Sydney Singing Lessons Myth #8: It’s easy to be a star – Just post yourself singing in your bedroom to Youtube
I LOVED this article posted in Music Think Tank and it’s so appropriate for those of us who want to make a living out of singing.
I loved it because it makes good plain common sense to anyone brave enough to make a living from singing.
Sure there are always those ‘Hey! I got discovered from posting a youtube vid from singing in my bedroom now I’m loaded’ type stories but these are OUTLIERS – right at the edges of the bell curve of ‘normal’ – achievable, predictable and therefore expectable.
While I was studying psychology at uni studying what I always referred to as ‘the worse university subject ever – ‘Research Methods and Statistics (ughhhh!!) I learned to label occurences that existed yet were random events that no one could predict and therefore duplicate in any result as ‘Outliers’.
So now when I see ‘teenager posting a song from their bedroom and now making a gazillion bucks and is the hot new pop star riding the charts (singer Justin Beber comes to mind here) I like to think of the word ‘outliers’ – something lying way out of the range of what could be normal and achievable.
Another though comes to mind – ‘winning the lottery’.
So, I’d argue that nobody in their right musical mind expects to ‘win’ a lottery.
Sure you buy a ticket, have a flutter – be in it to win it – that kind of thing – but to stake your life on it – or pin all your hopes on it would be a foolish career strategy.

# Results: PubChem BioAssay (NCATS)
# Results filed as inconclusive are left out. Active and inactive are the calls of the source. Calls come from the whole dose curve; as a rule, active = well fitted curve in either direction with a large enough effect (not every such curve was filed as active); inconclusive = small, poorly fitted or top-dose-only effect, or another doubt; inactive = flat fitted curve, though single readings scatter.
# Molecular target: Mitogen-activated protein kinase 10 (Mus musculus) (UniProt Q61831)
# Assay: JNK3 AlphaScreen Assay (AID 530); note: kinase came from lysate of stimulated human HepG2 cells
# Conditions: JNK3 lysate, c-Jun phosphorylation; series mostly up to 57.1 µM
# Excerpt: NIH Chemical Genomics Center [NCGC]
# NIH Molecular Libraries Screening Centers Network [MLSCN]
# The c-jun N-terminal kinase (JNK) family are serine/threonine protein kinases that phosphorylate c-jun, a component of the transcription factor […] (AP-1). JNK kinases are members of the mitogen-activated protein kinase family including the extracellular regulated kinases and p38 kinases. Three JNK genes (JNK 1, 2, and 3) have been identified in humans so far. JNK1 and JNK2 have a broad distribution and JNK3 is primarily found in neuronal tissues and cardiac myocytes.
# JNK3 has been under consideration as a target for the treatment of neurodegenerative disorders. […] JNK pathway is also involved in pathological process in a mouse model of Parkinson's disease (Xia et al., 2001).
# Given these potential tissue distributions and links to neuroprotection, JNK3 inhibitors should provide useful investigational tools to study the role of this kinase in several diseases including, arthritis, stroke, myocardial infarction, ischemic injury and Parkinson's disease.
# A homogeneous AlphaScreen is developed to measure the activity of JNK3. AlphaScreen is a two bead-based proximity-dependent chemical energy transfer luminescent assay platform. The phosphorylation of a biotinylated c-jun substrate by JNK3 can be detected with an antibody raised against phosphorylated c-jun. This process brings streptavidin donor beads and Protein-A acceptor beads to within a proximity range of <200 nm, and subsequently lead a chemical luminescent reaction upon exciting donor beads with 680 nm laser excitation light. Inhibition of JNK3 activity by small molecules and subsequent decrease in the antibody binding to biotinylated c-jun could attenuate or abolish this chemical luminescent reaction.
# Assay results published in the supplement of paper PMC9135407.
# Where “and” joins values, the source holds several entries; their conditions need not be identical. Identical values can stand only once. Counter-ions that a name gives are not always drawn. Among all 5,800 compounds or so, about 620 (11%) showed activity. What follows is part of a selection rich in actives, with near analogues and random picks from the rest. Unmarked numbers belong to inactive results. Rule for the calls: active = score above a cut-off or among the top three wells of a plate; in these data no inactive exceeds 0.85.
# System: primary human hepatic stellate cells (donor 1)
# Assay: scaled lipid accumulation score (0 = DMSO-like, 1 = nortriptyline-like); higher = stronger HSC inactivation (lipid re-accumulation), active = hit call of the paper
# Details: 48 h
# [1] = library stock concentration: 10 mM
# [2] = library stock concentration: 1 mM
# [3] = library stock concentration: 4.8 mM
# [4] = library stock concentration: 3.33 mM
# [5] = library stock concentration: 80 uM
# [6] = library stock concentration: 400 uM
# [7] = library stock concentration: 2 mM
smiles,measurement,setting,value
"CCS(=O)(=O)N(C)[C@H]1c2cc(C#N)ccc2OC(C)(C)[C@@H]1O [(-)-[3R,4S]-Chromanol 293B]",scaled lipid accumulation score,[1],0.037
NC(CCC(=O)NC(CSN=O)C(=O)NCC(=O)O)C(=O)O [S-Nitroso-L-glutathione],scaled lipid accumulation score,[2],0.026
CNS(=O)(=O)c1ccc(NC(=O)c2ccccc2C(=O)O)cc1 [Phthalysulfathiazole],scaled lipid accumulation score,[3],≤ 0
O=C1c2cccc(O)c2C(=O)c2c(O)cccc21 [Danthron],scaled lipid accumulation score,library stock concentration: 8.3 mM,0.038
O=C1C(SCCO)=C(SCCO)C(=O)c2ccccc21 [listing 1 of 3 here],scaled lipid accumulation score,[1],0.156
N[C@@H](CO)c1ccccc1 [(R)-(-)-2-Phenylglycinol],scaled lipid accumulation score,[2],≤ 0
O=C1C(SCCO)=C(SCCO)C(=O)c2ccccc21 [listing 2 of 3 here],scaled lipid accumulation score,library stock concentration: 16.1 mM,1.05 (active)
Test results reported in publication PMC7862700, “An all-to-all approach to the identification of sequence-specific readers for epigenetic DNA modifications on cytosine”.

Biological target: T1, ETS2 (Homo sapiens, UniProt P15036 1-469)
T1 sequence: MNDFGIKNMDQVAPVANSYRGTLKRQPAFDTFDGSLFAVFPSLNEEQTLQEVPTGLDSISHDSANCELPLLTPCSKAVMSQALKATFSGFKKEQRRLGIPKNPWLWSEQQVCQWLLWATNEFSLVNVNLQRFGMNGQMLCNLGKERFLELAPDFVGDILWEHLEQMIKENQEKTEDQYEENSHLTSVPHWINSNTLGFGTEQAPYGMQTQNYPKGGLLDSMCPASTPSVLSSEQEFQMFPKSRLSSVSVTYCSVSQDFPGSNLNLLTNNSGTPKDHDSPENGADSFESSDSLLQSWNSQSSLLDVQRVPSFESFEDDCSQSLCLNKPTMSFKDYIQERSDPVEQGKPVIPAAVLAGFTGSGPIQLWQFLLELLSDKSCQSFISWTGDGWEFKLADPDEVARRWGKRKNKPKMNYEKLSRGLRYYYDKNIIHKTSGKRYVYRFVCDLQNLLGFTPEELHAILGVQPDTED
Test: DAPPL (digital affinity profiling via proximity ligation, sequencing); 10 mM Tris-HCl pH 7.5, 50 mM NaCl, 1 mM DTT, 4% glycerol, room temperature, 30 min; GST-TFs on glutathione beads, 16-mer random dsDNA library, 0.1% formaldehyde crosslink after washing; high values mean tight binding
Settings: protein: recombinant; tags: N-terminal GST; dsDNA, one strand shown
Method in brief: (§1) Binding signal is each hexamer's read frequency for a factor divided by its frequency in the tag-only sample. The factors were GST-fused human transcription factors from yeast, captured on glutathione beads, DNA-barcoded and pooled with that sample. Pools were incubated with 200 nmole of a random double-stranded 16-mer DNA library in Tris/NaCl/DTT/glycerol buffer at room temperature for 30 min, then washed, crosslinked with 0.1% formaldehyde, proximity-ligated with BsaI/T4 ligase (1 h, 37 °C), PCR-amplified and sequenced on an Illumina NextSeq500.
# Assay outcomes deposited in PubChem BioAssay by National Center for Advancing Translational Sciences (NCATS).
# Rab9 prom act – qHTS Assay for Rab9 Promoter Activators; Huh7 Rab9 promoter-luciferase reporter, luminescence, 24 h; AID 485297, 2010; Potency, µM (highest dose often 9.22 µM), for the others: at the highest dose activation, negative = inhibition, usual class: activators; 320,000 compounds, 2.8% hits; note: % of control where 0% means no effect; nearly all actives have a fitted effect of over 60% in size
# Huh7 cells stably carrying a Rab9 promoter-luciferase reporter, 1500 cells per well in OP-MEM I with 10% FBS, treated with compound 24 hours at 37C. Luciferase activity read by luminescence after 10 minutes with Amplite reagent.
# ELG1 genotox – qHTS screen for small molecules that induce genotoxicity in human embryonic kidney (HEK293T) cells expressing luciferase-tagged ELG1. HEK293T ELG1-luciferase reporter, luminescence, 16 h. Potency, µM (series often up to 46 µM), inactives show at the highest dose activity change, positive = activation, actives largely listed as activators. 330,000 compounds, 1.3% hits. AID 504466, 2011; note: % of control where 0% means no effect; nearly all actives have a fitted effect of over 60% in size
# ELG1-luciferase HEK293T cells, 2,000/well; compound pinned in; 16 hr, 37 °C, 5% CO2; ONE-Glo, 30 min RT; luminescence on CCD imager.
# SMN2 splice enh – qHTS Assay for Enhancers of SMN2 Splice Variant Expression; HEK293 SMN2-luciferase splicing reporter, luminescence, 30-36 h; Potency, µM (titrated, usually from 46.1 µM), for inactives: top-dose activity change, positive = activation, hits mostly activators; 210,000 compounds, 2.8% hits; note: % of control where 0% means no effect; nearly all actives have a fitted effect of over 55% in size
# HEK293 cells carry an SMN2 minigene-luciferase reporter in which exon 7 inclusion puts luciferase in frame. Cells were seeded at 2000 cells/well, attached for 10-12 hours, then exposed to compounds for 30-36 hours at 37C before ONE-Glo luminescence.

Yet sadly this is what so many starry-eyed musicans and wanna be pop stars do. They see the outliers and they think this can be easily duplicated and therefore achievable. WRONG! WRONG AND SO WRONG!
These are outliers. Lying way out there! Unpredictable and unlikely to be ever repeated.
In my job as a coach for singing & songwriting (yes I too am a multi-stream income musician) I recommend my students have a singing and music career strategy that includes a financial plan that allows earning enough to cover all their living expenses and in particular investing in their music education and development.
Relying on trying to score an advance from record and publishing companies is another ‘outlier’.
Yes it happens – but the odds are so massive you can never rely on it being achievable.
Instead it’s a much wiser career strategy to focus on what you CAN do. What you CAN achieve as a musician – the daily, weekly, monthly, quarterly, yearly development of your music skills with solid education and coaching – to be a better singing, songwriter, actor, dancer and stage performer.
Do that and you will have much better odds at being the right kind of marketable musician that the business expects.
Zelda Sheldon, Singing Lessons Sydney